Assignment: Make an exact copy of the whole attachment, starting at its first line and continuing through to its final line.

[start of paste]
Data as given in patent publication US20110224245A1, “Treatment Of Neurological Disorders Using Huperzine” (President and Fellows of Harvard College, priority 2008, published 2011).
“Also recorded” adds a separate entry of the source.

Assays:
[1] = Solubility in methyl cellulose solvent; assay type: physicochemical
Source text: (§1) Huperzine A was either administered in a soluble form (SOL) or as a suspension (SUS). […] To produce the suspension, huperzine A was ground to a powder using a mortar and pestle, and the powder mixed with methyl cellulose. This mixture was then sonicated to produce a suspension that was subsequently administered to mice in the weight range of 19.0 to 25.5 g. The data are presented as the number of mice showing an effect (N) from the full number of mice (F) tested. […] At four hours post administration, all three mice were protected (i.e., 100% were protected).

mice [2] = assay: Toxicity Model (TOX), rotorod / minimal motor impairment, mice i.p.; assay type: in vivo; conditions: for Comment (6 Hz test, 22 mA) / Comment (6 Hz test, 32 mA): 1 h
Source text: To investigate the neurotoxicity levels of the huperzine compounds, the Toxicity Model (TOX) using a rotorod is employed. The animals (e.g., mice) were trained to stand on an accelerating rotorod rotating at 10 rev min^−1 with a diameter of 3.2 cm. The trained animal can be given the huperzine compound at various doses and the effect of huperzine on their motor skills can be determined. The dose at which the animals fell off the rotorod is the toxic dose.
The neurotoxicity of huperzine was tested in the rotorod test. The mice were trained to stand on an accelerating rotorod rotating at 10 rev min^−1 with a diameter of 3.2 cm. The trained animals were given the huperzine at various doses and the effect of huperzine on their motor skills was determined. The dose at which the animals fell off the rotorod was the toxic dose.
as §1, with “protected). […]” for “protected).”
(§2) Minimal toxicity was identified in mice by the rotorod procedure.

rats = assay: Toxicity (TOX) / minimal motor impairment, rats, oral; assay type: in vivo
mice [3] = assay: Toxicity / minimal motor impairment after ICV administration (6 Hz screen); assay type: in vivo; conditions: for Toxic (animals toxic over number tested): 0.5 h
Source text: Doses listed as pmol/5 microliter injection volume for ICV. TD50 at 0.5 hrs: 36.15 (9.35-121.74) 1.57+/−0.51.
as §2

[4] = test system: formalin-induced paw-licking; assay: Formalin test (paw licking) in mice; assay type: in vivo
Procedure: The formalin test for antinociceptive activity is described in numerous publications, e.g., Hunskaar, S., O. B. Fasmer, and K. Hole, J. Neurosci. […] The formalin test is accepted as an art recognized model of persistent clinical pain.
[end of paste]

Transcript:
Data as given in patent publication US20110224245A1, “Treatment Of Neurological Disorders Using Huperzine” (President and Fellows of Harvard College, priority 2008, published 2011).
“Also recorded” adds a separate entry of the source.

Assays:
[1] = Solubility in methyl cellulose solvent; assay type: physicochemical
Source text: (§1) Huperzine A was either administered in a soluble form (SOL) or as a suspension (SUS). […] To produce the suspension, huperzine A was ground to a powder using a mortar and pestle, and the powder mixed with methyl cellulose. This mixture was then sonicated to produce a suspension that was subsequently administered to mice in the weight range of 19.0 to 25.5 g. The data are presented as the number of mice showing an effect (N) from the full number of mice (F) tested. […] At four hours post administration, all three mice were protected (i.e., 100% were protected).

mice [2] = assay: Toxicity Model (TOX), rotorod / minimal motor impairment, mice i.p.; assay type: in vivo; conditions: for Comment (6 Hz test, 22 mA) / Comment (6 Hz test, 32 mA): 1 h
Source text: To investigate the neurotoxicity levels of the huperzine compounds, the Toxicity Model (TOX) using a rotorod is employed. The animals (e.g., mice) were trained to stand on an accelerating rotorod rotating at 10 rev min^−1 with a diameter of 3.2 cm. The trained animal can be given the huperzine compound at various doses and the effect of huperzine on their motor skills can be determined. The dose at which the animals fell off the rotorod is the toxic dose.
The neurotoxicity of huperzine was tested in the rotorod test. The mice were trained to stand on an accelerating rotorod rotating at 10 rev min^−1 with a diameter of 3.2 cm. The trained animals were given the huperzine at various doses and the effect of huperzine on their motor skills was determined. The dose at which the animals fell off the rotorod was the toxic dose.
as §1, with “protected). […]” for “protected).”
(§2) Minimal toxicity was identified in mice by the rotorod procedure.

rats = assay: Toxicity (TOX) / minimal motor impairment, rats, oral; assay type: in vivo
mice [3] = assay: Toxicity / minimal motor impairment after ICV administration (6 Hz screen); assay type: in vivo; conditions: for Toxic (animals toxic over number tested): 0.5 h
Source text: Doses listed as pmol/5 microliter injection volume for ICV. TD50 at 0.5 hrs: 36.15 (9.35-121.74) 1.57+/−0.51.
as §2

[4] = test system: formalin-induced paw-licking; assay: Formalin test (paw licking) in mice; assay type: in vivo
Procedure: The formalin test for antinociceptive activity is described in numerous publications, e.g., Hunskaar, S., O. B. Fasmer, and K. Hole, J. Neurosci. […] The formalin test is accepted as an art recognized model of persistent clinical pain.